Colombian student's dream of studying in Toronto turns into fight for survival after sudden stroke

This photo from Facebook shows Maicol Antonio Londoño Sastre before he had a stroke.  (Submitted by Maicol Antonio Londoño Sastre - image credit)
This photo from Facebook shows Maicol Antonio Londoño Sastre before he had a stroke. (Submitted by Maicol Antonio Londoño Sastre - image credit)

Maicol Antonio Londoño Sastre arrived in Toronto from Colombia in October 2022, excited to start English courses with the hope of eventually attending college in the city.

By February, he was fighting for his life.

The 20-year-old, who goes by the last name Londoño, had suffered a hemorrhagic stroke — caused by bleeding in the brain — seen in only about 15 to 20 percent of stroke cases.

All the while, his family was over 4,400 kilometres away in Villavicencio in central Colombia, where his mother, Zulma Sastre, was stunned to learn what happened to her son.

"In the moment … I said, 'This is impossible.' I had been speaking to him all day," she said. "It is not easy news to overcome."

Now as he fights to recover, Londoño's family is urgently asking the community to help raise funds for his continued treatment for what's expected to be a long road. Receiving care in Toronto gives Londoño the best chance of returning to a normal life, they say.

Londoño was at a gathering with friends on Feb. 6 when he lost consciousness. He had been vomiting and feeling sick all day, according to his mother.

Londoño was diagnosed with a hemorrhagic stroke and taken to Toronto Western Hospital, where he was placed in a coma in the intensive care unit to prevent brain damage. After two brain surgeries and one surgery on his throat, doctors put him on life support, she said.

Medical bills exceed $300K, mother says

His mother told CBC Toronto she gave doctors medical authorization to operate on her son using a translator over the phone as she does not speak English.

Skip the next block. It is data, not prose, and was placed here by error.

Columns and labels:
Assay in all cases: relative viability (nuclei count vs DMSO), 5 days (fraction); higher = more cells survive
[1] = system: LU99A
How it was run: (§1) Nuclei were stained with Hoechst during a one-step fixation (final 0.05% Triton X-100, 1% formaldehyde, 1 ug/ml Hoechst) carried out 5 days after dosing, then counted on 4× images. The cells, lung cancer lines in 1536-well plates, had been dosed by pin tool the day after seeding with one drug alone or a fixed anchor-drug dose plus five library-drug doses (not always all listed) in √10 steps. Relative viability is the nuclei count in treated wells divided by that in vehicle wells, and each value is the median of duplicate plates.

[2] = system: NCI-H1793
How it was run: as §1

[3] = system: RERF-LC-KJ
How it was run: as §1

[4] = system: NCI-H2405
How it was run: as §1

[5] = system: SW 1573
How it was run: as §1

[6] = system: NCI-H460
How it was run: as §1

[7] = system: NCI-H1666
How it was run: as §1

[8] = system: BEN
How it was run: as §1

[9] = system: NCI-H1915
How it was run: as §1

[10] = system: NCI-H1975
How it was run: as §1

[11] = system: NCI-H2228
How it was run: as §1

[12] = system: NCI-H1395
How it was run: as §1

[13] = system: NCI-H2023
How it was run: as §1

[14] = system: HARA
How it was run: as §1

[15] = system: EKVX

Knowing that her son was in another country, completely alone, was incredibly challenging, said Sastre.

It was also surprising. Londoño was an "active guy" and that the first thing he did when he arrived in Canada was join a gym, his mother said. He dreamed of "making a life" in Canada, she said.

It took 10 days for Sastre to raise money and obtain a visa for herself and another relative to arrive in Toronto.

Now, after spending 22 days in an induced coma and also fighting off a serious virus he contracted a few days after being hospitalized, Londoño's condition is considered serious but no longer life-threatening,

But while he has some movement in his arms and limbs, he can't walk without support, and he can't speak or breathe on its own, his mother said.

Submitted by Maicol Antonio Londoño Sastre
Submitted by Maicol Antonio Londoño Sastre

The insurance he had prior to coming to Canada will only cover $65,000 of the over $330,000 in bills that have already accumulated, she told CBC Toronto. That's why she's created a GoFundMe page to ask for help covering the bills.

The family is hoping the money will cover part of the debt they owe to Toronto Western, and that they will also be able to transfer him to Scarborough Health Network, which has offered a plan for continued treatment.

In a statement to CBC Toronto, the University Health Network, of which Toronto General is a part, said the organization's finance department will work with uninsured patients on a payment schedule to recoup the cost of care on outstanding bills.

'Challenging' recovery ahead: doctor

Dr. Patrice Lindsay, the director of health systems at the Heart and Stroke Foundation of Canada, told CBC Toronto that a hemorrhagic stroke in someone as young as Maicol isn't common.

"There's no one answer to why somebody would have a hemorrhagic stroke, especially at a young age," she said. "More often it is caused by a congenital condition that was already there at birth."

A severe stroke like Maicol's requires 24-hour care, and the road to recovery will likely be uncertain and arduous, said Lindsay.

Signs of a stroke include droopy arms or facial weakness on one side of the body, and slurred speech.

"It's really important to call 911 … because every second counts," she said.